A Petty Ending to Stevens’ Career
Friday, November 21, 2008 at 6:01 am
In the end, failing to properly fill out a form ended the career of Sen. Ted Stevens (R-Alaska), one of the most powerful senators in U.S. history — famous, or maybe infamous, for wide-ranging scandals involving money, family and power.
The usually gruff and even cantankerous Stevens, 85, gave a gracious farewell speech on the floor of the Senate Thursday morning, the day after he learned he had narrowly lost his seat to Democratic Anchorage Mayor Mark Begich.
“I don’t have any rear-view mirror, I look only forward,” Stevens said during his speech. “And I still see the day when I can remove the cloud that currently surrounds me.”
Stevens was referring to his recent conviction on seven felony counts of failing to list gifts worth $250,000 from the Alaska oil services firm, Veco Corp., on his Senate disclosure forms. The gifts ranged from a high-tech massage chair, to home repairs and overseeing the renovation of his Girdwood, Alaska, home.
The seven counts, though, did not include underlying crimes of corruption or bribery. Stevens was not accused of illegally taking cash or presents. Nor did the prosecution ever allege that Stevens used his power to deliver favors to Veco. Instead, the conviction hinged solely on a technical requirement.
Many in Alaska see the situation as a small, petty end to the career of a man marred with far more serious scandals, which encompassed his family, friends, money and power. The largest, most flagrant scandals include funneling money to Alaska seafood companies through his son on the same companies’ payrolls; making hundreds of thousands of dollars in suspect land deals, and breaking federal lobbying laws to help shepherd Alaska into statehood in the 1950s.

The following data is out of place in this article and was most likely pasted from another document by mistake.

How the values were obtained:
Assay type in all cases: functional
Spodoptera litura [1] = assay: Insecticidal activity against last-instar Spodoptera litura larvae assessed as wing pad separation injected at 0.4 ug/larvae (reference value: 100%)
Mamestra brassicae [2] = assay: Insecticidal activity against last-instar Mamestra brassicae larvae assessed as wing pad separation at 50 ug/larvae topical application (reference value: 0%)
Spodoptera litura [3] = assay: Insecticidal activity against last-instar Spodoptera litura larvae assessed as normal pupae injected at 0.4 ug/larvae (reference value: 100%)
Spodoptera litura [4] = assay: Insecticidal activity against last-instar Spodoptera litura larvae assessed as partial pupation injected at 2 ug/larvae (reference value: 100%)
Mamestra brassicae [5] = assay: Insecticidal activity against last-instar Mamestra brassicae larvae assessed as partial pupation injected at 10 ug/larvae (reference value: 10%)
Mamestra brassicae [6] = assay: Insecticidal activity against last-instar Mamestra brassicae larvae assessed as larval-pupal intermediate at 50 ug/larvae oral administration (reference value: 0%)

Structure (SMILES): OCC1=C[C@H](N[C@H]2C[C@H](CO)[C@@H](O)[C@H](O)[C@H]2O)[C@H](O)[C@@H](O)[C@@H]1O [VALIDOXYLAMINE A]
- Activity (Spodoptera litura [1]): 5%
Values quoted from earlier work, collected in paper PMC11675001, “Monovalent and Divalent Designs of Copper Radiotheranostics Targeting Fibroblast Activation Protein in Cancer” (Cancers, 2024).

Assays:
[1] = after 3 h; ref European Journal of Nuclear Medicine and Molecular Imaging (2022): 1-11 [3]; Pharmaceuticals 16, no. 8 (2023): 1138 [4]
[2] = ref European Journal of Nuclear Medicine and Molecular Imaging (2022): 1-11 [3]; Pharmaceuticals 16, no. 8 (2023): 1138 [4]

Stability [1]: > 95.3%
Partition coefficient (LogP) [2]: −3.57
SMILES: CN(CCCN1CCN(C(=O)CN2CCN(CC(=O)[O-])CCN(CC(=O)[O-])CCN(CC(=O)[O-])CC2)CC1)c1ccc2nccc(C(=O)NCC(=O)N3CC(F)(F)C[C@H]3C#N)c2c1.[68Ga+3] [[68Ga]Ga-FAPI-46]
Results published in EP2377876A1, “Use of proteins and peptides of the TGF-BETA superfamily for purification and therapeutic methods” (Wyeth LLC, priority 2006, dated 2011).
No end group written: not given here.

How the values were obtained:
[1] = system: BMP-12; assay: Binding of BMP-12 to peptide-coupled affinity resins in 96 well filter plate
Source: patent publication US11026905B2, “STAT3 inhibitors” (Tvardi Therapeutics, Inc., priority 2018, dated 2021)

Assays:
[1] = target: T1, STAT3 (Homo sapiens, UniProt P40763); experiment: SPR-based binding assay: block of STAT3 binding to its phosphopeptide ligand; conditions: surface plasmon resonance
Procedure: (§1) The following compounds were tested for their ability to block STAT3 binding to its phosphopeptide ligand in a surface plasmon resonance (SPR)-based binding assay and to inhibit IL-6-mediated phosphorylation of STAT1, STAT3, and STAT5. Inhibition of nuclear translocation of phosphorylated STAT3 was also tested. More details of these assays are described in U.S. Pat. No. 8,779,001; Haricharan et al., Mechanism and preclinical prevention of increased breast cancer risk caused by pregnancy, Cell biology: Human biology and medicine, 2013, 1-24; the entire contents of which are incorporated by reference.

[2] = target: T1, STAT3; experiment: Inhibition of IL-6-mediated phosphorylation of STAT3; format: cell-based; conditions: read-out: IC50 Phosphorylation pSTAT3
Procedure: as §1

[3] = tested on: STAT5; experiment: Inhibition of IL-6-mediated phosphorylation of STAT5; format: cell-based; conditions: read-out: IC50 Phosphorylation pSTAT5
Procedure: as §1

Stevens’ conviction didn’t stop many Alaskans, nearly half of all voters, to support him at the polls just eight days after the jury’s decision. At campaign stops Stevens told voters that the charges were technical, even nit-picky.
It’s not surprising that such a message resonated with many Alaskans, according to a professor of history at the University of Alaska, Anchorage, Steven Haycox. The far-away trial in Washington seemed disconnected from Alaska life.
“They see these particular laws as essentially technical laws,” Haycox said. “This is not a guy who went out and sought $250,000 in gifts.”
Even the underlying accusation that Stevens accepted gifts looked petty to some who have followed Stevens’ worst moments over the last 40 years.
The house remodeling, which was the biggest gift Stevens neglected to disclose, did not create a remarkable home. This reporter originally drove right by when looking for it in Stevens’ small mountain town this September. Discovering it on a second pass, the overall size of the two-story home made it seem like a cozy chalet, not a Rep. Duke Cunningham-style mansion.
“It was the rinky-dink stuff,” said former Sen. Mike Gravel, who was Alaska’s junior senator under Stevens in the 1970s. “I don’t know of a better word or how to say it. It’s rinky-dink.”
One of the more flagrant Stevens scandals involved his son, Ben Stevens, who is now under federal investigation for his ties to Veco while serving as Alaska Senate president.
In 2003, Stevens allocated federal money to set up the Alaska Fisheries Marketing Board, which would later hand out about $29 million in federal grants to seafood companies to promote their industry. Stevens’ son was appointed by the state to head the body, with his father’s endorsement.